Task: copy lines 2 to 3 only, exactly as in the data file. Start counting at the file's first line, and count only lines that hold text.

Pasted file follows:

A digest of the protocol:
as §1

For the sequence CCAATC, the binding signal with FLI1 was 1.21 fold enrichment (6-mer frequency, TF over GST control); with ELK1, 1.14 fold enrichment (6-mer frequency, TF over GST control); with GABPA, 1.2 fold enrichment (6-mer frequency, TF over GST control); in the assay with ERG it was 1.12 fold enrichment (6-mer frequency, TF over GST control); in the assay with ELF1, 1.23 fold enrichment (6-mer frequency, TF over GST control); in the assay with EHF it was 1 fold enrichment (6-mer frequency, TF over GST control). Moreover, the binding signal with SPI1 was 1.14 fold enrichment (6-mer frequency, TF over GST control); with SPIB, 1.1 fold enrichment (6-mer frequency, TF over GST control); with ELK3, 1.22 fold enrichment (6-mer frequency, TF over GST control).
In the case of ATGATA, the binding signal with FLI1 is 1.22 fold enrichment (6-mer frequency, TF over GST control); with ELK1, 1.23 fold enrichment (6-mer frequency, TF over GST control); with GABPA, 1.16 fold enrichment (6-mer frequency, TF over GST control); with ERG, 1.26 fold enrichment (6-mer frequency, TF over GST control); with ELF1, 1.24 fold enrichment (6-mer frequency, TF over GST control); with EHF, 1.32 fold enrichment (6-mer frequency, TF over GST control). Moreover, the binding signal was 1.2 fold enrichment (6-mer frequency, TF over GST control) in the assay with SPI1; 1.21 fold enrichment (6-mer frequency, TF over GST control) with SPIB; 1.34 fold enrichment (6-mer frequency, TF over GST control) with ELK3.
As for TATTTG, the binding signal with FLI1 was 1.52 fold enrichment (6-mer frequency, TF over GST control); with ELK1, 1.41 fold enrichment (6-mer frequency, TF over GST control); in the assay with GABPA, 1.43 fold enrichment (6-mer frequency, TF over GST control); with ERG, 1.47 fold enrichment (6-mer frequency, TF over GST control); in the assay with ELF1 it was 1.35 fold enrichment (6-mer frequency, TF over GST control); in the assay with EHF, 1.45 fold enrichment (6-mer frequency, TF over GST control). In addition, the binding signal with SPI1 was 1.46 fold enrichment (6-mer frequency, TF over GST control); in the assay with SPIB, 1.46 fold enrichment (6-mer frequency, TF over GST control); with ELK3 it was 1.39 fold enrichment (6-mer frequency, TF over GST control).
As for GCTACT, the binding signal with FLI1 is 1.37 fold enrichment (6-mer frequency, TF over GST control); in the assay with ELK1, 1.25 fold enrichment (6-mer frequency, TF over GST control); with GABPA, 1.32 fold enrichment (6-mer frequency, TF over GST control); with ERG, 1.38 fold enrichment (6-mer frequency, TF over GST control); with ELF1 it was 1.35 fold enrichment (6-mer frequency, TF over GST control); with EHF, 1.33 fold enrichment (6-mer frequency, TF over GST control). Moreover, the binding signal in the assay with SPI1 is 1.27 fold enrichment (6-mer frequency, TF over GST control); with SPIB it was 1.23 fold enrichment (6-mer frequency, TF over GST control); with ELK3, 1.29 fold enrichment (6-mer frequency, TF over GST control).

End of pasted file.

as §1

For the sequence CCAATC, the binding signal with FLI1 was 1.21 fold enrichment (6-mer frequency, TF over GST control); with ELK1, 1.14 fold enrichment (6-mer frequency, TF over GST control); with GABPA, 1.2 fold enrichment (6-mer frequency, TF over GST control); in the assay with ERG it was 1.12 fold enrichment (6-mer frequency, TF over GST control); in the assay with ELF1, 1.23 fold enrichment (6-mer frequency, TF over GST control); in the assay with EHF it was 1 fold enrichment (6-mer frequency, TF over GST control). Moreover, the binding signal with SPI1 was 1.14 fold enrichment (6-mer frequency, TF over GST control); with SPIB, 1.1 fold enrichment (6-mer frequency, TF over GST control); with ELK3, 1.22 fold enrichment (6-mer frequency, TF over GST control).